And what’s marketing if not a fancy way to say “hey, I’m here, and I do this really cool sh!t.” 

So whether you’re blogging or you’re DIYing your website copywriting, when you do your keyword research on Google and choose the best ones to rank for, you can get your brand name out there so people know you exist. And that ultimately works them into your funnel so they buy from you!


Snag my keyword research template

Before every client project I take on or any blog post I write for my own business, I start with my keyword research template. 

This bad boy is super. simple.

Like you’re gonna watch this video on how I’ve created this keyword research template, and go “Tristyn… what the hell? I could make this myself.” 

And that’s right. You absolutely can. It’s literally a Google Spreadsheet. I’m showing you this keyword research template because it’s so easy, but it gets. the. job. done. 

(And that’s what matters, right?) 

Check out this video down below as I walk you through the keyword research template I’ve made! 


Keyword Research on Google 101: 

Now that we’re on the same page about what keywords are and why they’re important, we’ll dive into the good stuff.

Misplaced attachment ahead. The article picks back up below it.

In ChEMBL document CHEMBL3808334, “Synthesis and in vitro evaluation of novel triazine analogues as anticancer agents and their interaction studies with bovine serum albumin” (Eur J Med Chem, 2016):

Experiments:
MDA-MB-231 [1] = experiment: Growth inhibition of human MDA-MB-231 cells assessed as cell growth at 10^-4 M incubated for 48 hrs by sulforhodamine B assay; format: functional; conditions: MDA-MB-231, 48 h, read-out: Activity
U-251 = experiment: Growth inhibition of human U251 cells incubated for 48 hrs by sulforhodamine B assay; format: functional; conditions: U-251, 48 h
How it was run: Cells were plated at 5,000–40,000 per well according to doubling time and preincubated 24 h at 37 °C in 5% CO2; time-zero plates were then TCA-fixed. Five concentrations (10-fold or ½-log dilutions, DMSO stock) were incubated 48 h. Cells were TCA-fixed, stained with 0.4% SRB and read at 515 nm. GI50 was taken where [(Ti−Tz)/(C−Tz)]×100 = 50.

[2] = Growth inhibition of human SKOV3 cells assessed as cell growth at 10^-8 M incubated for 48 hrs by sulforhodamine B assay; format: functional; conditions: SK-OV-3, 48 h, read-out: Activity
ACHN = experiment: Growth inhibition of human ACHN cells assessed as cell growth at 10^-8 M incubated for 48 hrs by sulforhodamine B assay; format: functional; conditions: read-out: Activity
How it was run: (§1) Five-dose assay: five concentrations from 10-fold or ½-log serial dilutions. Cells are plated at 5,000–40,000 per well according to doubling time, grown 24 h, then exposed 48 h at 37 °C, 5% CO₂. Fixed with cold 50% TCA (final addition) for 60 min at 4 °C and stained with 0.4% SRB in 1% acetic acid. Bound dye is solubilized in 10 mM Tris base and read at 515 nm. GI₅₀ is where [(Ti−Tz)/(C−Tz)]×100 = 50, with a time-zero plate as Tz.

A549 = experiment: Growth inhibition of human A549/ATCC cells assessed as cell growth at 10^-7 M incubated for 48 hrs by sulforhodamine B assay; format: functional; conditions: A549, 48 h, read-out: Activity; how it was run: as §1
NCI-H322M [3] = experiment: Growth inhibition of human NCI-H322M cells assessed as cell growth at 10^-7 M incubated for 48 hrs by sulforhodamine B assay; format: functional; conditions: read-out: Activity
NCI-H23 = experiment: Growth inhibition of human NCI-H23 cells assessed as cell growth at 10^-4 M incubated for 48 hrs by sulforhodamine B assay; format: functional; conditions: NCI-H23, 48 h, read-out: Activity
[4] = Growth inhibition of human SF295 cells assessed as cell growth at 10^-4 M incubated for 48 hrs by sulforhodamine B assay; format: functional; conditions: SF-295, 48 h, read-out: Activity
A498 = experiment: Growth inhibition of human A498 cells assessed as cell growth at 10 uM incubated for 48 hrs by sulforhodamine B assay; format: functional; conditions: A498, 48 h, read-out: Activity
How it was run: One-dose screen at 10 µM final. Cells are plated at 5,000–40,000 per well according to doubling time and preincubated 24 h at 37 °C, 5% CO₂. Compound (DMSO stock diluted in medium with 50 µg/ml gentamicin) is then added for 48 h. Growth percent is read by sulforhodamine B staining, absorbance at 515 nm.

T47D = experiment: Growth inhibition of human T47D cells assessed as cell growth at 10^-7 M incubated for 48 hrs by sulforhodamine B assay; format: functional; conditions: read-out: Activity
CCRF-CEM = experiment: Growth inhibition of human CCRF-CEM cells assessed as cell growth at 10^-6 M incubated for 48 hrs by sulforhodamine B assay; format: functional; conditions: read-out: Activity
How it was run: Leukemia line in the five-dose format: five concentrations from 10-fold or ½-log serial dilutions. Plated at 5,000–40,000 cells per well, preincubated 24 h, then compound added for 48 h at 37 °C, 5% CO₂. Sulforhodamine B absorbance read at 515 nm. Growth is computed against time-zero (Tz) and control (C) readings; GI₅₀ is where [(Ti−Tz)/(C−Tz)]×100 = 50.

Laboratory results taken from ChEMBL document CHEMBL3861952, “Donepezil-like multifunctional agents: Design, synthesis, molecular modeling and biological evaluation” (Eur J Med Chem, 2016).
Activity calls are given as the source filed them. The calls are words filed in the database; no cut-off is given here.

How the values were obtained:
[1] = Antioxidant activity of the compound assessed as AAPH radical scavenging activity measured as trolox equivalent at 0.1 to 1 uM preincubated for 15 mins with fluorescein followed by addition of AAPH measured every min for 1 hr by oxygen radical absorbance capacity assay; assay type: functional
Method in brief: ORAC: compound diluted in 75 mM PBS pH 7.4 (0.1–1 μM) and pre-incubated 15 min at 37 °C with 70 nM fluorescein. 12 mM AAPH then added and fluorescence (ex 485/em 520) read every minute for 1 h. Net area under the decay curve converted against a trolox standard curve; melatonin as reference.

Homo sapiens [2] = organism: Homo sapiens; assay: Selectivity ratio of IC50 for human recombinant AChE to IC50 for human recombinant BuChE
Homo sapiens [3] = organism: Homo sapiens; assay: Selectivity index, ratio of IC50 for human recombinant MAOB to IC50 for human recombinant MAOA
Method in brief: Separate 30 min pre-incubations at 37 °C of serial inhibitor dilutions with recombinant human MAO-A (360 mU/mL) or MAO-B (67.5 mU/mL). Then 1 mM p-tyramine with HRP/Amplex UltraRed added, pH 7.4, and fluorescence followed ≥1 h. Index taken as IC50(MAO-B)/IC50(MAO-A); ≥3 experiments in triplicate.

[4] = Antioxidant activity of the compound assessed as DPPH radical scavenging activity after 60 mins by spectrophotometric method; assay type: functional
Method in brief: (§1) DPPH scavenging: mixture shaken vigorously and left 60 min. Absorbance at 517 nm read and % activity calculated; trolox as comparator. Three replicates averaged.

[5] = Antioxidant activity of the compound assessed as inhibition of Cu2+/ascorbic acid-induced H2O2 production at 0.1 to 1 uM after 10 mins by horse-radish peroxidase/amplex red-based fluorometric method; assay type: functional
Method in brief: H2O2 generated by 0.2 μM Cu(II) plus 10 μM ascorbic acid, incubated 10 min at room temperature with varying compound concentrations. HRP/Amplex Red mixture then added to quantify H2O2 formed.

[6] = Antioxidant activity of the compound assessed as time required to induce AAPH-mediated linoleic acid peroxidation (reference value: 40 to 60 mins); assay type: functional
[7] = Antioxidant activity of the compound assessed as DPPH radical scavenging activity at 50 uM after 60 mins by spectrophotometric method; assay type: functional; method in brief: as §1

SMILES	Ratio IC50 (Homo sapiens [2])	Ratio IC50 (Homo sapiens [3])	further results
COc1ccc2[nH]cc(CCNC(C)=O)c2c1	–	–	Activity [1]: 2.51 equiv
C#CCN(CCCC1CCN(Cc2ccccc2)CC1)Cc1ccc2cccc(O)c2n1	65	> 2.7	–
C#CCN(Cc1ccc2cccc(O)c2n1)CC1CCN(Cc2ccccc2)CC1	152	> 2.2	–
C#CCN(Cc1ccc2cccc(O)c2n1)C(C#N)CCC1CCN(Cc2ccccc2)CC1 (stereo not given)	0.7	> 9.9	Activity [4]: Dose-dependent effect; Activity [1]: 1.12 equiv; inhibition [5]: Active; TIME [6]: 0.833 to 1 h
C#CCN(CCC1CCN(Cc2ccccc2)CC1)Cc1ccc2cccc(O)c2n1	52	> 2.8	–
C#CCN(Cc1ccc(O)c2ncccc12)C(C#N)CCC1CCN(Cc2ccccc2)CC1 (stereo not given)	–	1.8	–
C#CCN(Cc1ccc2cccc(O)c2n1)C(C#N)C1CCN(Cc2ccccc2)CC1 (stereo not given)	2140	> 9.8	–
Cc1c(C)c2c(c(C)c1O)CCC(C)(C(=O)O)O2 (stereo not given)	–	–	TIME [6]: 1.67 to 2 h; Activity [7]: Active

And that’s *cue Spongebob’s imagination hands” 

A gif of Spongebob Squarepants spreading his hands with a rainbow magically appearing in between them.

Keyword research on Google 101!

In this section, I’ll go over burning questions like: 

  • What are short tail keywords and longtail keywords?
  • How about monthly search volume? What is that? 
  • What is keyword competition? 
  • How to do keyword research analysis and how to choose the best keywords?

And you’ll find a couple of videos explaining a few of these terms, too. But, if you’re like me and you’d rather read, I’ve got the info in text. 

So pick your poison! 


What are longtail keywords and short tail keywords? 

First, let’s bust a myth right quick. 

Longtail keywords and short tail keywords don’t have to do with the number of words that are in the phrase. Lots of people love to say “short tail keywords can only have 1 or 2 keywords in it.” Or “longtail keywords can only have 3 or more words in it.” 

Let me tell you. That’s wrong-o. 

A gif of Gordon Ramsay saying "wrong!" to a chef on his show Hell's Kitchen.

When it comes to “what are longtail keywords,” we’re looking at the specificity of what we’re searching for. 

So what are longtail keywords, then? They’re the phrases people use when they are UBER specific about what they’re looking for. It just so happens that these longtail keyword phrases that are more specific have more words. 

And how about short tail keywords – what are those? They’re the phrases people use when they’re just starting out in their research for something. It just so happens that these short tail keywords – these less specific keywords – have fewer words.